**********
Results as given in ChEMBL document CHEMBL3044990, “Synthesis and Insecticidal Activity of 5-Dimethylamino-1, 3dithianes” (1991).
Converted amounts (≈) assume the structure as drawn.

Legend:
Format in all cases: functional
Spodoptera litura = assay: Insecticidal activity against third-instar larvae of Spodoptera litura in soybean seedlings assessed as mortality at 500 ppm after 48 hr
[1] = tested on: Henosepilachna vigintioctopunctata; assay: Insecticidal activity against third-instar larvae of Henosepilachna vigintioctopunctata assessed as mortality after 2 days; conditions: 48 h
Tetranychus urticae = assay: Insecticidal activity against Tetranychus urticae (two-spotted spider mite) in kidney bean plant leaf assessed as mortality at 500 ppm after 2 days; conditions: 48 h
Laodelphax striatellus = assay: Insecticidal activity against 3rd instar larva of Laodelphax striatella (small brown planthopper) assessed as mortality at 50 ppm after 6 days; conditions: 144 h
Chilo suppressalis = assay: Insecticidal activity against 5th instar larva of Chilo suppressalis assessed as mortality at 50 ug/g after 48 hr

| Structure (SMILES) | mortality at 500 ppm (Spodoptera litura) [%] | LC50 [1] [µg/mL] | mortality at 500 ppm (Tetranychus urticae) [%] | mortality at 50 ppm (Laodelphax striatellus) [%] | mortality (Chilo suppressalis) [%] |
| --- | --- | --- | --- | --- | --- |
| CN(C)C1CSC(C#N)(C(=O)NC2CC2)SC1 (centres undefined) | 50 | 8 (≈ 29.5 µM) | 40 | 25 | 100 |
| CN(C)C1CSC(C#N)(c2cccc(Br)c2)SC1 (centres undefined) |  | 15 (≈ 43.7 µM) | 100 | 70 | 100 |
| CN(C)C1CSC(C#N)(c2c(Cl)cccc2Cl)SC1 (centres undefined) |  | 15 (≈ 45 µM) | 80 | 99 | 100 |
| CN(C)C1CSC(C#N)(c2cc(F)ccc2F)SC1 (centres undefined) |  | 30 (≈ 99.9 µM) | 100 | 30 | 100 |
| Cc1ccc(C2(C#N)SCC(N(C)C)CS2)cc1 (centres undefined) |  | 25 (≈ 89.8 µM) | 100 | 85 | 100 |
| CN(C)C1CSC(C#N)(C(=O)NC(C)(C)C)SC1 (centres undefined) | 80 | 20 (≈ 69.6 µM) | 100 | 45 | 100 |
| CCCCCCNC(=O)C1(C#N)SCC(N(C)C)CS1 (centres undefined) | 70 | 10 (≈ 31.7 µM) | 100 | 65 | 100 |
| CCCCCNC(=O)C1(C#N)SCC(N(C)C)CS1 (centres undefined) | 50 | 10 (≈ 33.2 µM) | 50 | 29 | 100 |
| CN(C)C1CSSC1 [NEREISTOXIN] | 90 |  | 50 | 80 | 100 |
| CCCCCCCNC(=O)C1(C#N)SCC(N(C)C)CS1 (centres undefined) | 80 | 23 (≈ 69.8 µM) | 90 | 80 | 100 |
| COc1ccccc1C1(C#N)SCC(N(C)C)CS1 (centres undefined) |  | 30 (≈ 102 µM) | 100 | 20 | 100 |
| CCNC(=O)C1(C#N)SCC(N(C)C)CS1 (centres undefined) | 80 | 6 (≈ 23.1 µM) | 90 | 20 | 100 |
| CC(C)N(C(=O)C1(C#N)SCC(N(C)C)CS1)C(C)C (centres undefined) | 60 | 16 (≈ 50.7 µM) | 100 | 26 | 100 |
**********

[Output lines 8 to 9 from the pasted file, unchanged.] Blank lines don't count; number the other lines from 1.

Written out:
Laodelphax striatellus = assay: Insecticidal activity against 3rd instar larva of Laodelphax striatella (small brown planthopper) assessed as mortality at 50 ppm after 6 days; conditions: 144 h
Chilo suppressalis = assay: Insecticidal activity against 5th instar larva of Chilo suppressalis assessed as mortality at 50 ug/g after 48 hr